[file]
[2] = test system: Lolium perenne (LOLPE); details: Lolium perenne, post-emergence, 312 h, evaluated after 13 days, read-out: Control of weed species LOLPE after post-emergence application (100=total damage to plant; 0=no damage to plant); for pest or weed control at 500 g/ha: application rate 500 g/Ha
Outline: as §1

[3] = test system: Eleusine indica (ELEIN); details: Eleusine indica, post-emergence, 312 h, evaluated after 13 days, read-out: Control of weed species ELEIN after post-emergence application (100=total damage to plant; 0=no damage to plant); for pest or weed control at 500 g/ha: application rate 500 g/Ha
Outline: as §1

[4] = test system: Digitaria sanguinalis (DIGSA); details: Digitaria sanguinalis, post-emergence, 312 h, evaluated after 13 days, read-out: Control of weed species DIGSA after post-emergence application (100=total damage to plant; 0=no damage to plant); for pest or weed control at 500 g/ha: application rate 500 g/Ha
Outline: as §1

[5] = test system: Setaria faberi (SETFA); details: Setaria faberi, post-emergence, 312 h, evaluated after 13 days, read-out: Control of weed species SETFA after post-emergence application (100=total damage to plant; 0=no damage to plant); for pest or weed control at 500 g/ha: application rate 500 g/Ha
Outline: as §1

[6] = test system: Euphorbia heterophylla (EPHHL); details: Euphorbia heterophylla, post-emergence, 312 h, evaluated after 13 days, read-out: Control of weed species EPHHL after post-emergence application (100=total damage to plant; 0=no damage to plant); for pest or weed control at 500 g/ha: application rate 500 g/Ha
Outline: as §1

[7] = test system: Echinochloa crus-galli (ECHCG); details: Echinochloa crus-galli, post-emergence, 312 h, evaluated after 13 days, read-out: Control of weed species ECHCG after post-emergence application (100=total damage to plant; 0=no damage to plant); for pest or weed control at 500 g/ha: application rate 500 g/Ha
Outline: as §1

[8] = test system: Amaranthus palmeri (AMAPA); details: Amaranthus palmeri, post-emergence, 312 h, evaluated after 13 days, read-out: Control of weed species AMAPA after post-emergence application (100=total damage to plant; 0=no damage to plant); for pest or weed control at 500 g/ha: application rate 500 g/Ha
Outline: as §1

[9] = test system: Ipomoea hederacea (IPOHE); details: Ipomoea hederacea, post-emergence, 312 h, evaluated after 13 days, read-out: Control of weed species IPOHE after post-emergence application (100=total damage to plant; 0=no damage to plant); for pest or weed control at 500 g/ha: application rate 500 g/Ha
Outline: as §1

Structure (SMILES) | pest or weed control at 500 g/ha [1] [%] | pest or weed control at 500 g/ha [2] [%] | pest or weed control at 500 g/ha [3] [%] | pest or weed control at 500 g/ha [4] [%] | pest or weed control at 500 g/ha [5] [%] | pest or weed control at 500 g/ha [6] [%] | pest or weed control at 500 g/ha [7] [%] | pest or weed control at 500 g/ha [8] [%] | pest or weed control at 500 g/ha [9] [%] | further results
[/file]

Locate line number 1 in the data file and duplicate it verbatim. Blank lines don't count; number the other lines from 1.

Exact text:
[2] = test system: Lolium perenne (LOLPE); details: Lolium perenne, post-emergence, 312 h, evaluated after 13 days, read-out: Control of weed species LOLPE after post-emergence application (100=total damage to plant; 0=no damage to plant); for pest or weed control at 500 g/ha: application rate 500 g/Ha